i found a web-based server application by accident when i googled to try to figure out if it was possible to broadcast on LAUNCHcast, which is the SHOUTcast-like protocol that Yahoo uses. i don’t think it is, but in the search results i found a blog in which ampache was mentioned as being the next revolution of music sharing. so, of course i had to find out what it was.
here’s the skinny:
say you have a lot of mp3s, or, any mp3s at all, really — check
and say you have a server — check
say you have a server with a MySQL database and PHP installed — check, check
say you like to share music, or just want to listen to your mp3s at work — check
well ampache does that.
ok, what if you don’t have a server, and you just have a windows xp box, but you want to listen to your mp3s at work. well, assuming you have a dedicated internet connection, preferrably high speed, you can do it as well, and there’s a tutorial on setting up your xp box as a server to run the ampache site.
ok, so what’s it like? well, you have all your mp3s, in my case that’s something like 13,000+. i say, my mp3s are located in this directory on my hard drive. ampache runs a script and catalogs the entire mp3 archive and stores the information it gets from the id3 tags on those mp3s in the database. here’s where you run into one of the flaws in ampache. it *only* reads id3v2 tags and that’s the only way the songs are cataloged. if all your mp3s weren’t tagged but were formatted like
once everything is installed, cataloged and more or less accurately tagged, you can brows by artist, album, or genre. you can add an entire album to a playlist or individual tracks or you can create a playlist that pulls only from a specific genre. once your playlist is assembled you say play, and it opens a playlist in any number of commonly used formats for your media player to play. another pet peeve of mine is that i use itunes for this (because, for some reason, it’s the only media player i can get to connect to the playlists i make on the site from work). when i open my playlist in itunes, it just adds all the tracks to my library. i have to drag the playlist file into a new, empty playlist in itunes to get it to add those tracks in the order i did in ampache. on the flipside, if i decide to add tracks to what i’m currently listening to, say i just realized i wanted to listen to nick cave, i can create a new playlist with just nick cave and then drag that into my list.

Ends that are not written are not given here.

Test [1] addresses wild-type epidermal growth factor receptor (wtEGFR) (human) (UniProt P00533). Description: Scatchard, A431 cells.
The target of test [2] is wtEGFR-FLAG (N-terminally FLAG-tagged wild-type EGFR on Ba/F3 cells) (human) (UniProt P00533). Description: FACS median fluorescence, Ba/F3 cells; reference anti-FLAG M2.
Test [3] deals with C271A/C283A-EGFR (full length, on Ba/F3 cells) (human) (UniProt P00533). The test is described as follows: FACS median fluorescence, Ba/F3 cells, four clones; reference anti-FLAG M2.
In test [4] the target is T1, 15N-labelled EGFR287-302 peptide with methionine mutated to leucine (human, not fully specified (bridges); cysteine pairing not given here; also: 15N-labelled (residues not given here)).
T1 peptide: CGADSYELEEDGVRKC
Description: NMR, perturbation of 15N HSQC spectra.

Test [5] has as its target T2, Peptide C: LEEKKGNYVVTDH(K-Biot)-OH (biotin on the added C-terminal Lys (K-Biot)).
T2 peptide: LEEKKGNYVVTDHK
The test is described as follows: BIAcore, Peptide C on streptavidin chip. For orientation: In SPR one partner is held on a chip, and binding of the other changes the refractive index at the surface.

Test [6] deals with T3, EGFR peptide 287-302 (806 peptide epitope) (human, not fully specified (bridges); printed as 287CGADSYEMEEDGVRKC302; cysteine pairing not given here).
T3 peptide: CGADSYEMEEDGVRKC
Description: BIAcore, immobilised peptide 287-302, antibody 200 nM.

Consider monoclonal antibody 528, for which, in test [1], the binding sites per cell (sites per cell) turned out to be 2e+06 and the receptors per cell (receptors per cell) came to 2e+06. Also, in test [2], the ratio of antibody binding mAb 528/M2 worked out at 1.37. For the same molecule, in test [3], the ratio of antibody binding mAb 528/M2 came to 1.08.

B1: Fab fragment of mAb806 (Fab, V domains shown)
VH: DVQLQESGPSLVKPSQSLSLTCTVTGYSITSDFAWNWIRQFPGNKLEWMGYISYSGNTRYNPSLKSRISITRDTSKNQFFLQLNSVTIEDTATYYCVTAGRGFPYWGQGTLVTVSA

as an administrator you can create accounts. you can’t access the mp3 library without an account. this can be good or bad depending on your perspective. you can also enable or disable actual file downloads and uploads. you can edit the tags within ampache but if you ever update the catalog after that, it will reset to the id3 tag. so if you, like i did, spend several hours condensing nick cave, nick cave and the badseeds and nick cave & the badseeds to just nick cave & the badseeds, and combining bjork without an umlaut with bjork with the umlaut, all that gets lost after the catalog update. best to fix your tags and then update last is what i found.
after you’ve gotten all that stuff done, get yourself a developer key from amazon.com. this is easy to do, they’re free. once you’ve got the key, ampache pulls album art from amazon’s database. you can manually enter the url for albumart as well for individual albums, but if you have 2000 albums, it’s cool that ampache will do that for you, or find it for you with a little help tweaking the search parameters.
i like ampache because now if i download an album or something via bit torrent, i can actually listen to it when i get it, rather than just adding it to the SHOUTcast station and eventually one of the tracks plays, and then the only way i could actually listen to that album is if i burn it to a cd and put it in the car. now i can download stuff and then go to work and (assuming everything was tagged correctly and i run an Add request) listen to what i just downloaded. that part is pretty awesome.
so if you want an ampache account, let me know and i can make you one. here’s the current snapshot of the library:
Catalog Size 68.12 GB
Catalog Time 40 days, 11 hours